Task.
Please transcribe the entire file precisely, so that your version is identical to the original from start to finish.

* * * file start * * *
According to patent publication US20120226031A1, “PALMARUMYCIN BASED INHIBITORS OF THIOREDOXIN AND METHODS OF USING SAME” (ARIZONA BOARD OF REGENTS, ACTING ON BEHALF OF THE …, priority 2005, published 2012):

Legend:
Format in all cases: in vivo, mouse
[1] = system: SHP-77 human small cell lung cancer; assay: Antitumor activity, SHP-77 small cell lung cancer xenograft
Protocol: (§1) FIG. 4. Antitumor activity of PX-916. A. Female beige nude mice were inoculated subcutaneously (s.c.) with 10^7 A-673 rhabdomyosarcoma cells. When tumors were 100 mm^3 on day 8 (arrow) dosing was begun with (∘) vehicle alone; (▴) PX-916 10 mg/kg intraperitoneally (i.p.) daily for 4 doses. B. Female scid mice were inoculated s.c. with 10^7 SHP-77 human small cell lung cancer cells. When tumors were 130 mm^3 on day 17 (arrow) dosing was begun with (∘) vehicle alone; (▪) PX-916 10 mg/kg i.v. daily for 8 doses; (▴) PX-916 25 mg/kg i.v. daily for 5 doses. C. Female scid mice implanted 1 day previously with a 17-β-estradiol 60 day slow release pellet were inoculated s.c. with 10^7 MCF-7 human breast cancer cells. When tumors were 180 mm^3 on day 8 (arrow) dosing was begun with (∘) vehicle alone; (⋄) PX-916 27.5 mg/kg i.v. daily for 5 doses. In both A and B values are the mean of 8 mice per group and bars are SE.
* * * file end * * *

According to patent publication US20120226031A1, “PALMARUMYCIN BASED INHIBITORS OF THIOREDOXIN AND METHODS OF USING SAME” (ARIZONA BOARD OF REGENTS, ACTING ON BEHALF OF THE …, priority 2005, published 2012):

Legend:
Format in all cases: in vivo, mouse
[1] = system: SHP-77 human small cell lung cancer; assay: Antitumor activity, SHP-77 small cell lung cancer xenograft
Protocol: (§1) FIG. 4. Antitumor activity of PX-916. A. Female beige nude mice were inoculated subcutaneously (s.c.) with 10^7 A-673 rhabdomyosarcoma cells. When tumors were 100 mm^3 on day 8 (arrow) dosing was begun with (∘) vehicle alone; (▴) PX-916 10 mg/kg intraperitoneally (i.p.) daily for 4 doses. B. Female scid mice were inoculated s.c. with 10^7 SHP-77 human small cell lung cancer cells. When tumors were 130 mm^3 on day 17 (arrow) dosing was begun with (∘) vehicle alone; (▪) PX-916 10 mg/kg i.v. daily for 8 doses; (▴) PX-916 25 mg/kg i.v. daily for 5 doses. C. Female scid mice implanted 1 day previously with a 17-β-estradiol 60 day slow release pellet were inoculated s.c. with 10^7 MCF-7 human breast cancer cells. When tumors were 180 mm^3 on day 8 (arrow) dosing was begun with (∘) vehicle alone; (⋄) PX-916 27.5 mg/kg i.v. daily for 5 doses. In both A and B values are the mean of 8 mice per group and bars are SE.